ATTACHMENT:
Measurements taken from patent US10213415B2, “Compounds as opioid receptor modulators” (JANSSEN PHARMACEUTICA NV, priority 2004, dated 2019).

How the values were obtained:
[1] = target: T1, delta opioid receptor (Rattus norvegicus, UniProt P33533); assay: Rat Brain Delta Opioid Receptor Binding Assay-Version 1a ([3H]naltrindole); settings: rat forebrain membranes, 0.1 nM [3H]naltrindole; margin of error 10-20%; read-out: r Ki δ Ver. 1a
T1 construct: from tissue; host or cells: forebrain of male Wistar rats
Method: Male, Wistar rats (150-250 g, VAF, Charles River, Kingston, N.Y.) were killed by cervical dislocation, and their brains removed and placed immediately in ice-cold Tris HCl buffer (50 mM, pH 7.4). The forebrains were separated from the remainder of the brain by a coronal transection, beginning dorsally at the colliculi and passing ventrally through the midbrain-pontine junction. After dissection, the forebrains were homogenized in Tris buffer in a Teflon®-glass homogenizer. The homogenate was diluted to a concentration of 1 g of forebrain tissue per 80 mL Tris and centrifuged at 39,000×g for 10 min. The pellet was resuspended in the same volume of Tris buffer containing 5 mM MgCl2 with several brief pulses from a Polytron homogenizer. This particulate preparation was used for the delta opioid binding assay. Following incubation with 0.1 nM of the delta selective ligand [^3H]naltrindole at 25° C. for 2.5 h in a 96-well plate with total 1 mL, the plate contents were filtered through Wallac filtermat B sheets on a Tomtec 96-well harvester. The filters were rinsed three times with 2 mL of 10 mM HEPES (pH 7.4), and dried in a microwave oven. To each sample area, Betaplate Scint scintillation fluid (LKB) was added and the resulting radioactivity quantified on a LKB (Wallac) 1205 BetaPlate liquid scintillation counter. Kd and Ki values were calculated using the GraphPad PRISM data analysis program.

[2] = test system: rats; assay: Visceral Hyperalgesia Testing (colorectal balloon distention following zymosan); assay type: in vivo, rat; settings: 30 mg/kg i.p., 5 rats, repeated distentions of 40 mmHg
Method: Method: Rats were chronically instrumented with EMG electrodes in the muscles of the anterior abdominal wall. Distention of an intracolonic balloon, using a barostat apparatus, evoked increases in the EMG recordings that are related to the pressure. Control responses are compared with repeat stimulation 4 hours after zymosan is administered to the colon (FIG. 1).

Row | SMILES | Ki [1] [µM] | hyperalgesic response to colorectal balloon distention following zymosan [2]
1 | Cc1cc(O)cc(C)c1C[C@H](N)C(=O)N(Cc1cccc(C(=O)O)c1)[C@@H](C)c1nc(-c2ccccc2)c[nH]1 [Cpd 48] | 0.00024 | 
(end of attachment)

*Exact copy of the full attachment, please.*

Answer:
Measurements taken from patent US10213415B2, “Compounds as opioid receptor modulators” (JANSSEN PHARMACEUTICA NV, priority 2004, dated 2019).

How the values were obtained:
[1] = target: T1, delta opioid receptor (Rattus norvegicus, UniProt P33533); assay: Rat Brain Delta Opioid Receptor Binding Assay-Version 1a ([3H]naltrindole); settings: rat forebrain membranes, 0.1 nM [3H]naltrindole; margin of error 10-20%; read-out: r Ki δ Ver. 1a
T1 construct: from tissue; host or cells: forebrain of male Wistar rats
Method: Male, Wistar rats (150-250 g, VAF, Charles River, Kingston, N.Y.) were killed by cervical dislocation, and their brains removed and placed immediately in ice-cold Tris HCl buffer (50 mM, pH 7.4). The forebrains were separated from the remainder of the brain by a coronal transection, beginning dorsally at the colliculi and passing ventrally through the midbrain-pontine junction. After dissection, the forebrains were homogenized in Tris buffer in a Teflon®-glass homogenizer. The homogenate was diluted to a concentration of 1 g of forebrain tissue per 80 mL Tris and centrifuged at 39,000×g for 10 min. The pellet was resuspended in the same volume of Tris buffer containing 5 mM MgCl2 with several brief pulses from a Polytron homogenizer. This particulate preparation was used for the delta opioid binding assay. Following incubation with 0.1 nM of the delta selective ligand [^3H]naltrindole at 25° C. for 2.5 h in a 96-well plate with total 1 mL, the plate contents were filtered through Wallac filtermat B sheets on a Tomtec 96-well harvester. The filters were rinsed three times with 2 mL of 10 mM HEPES (pH 7.4), and dried in a microwave oven. To each sample area, Betaplate Scint scintillation fluid (LKB) was added and the resulting radioactivity quantified on a LKB (Wallac) 1205 BetaPlate liquid scintillation counter. Kd and Ki values were calculated using the GraphPad PRISM data analysis program.

[2] = test system: rats; assay: Visceral Hyperalgesia Testing (colorectal balloon distention following zymosan); assay type: in vivo, rat; settings: 30 mg/kg i.p., 5 rats, repeated distentions of 40 mmHg
Method: Method: Rats were chronically instrumented with EMG electrodes in the muscles of the anterior abdominal wall. Distention of an intracolonic balloon, using a barostat apparatus, evoked increases in the EMG recordings that are related to the pressure. Control responses are compared with repeat stimulation 4 hours after zymosan is administered to the colon (FIG. 1).

Row | SMILES | Ki [1] [µM] | hyperalgesic response to colorectal balloon distention following zymosan [2]
1 | Cc1cc(O)cc(C)c1C[C@H](N)C(=O)N(Cc1cccc(C(=O)O)c1)[C@@H](C)c1nc(-c2ccccc2)c[nH]1 [Cpd 48] | 0.00024 | 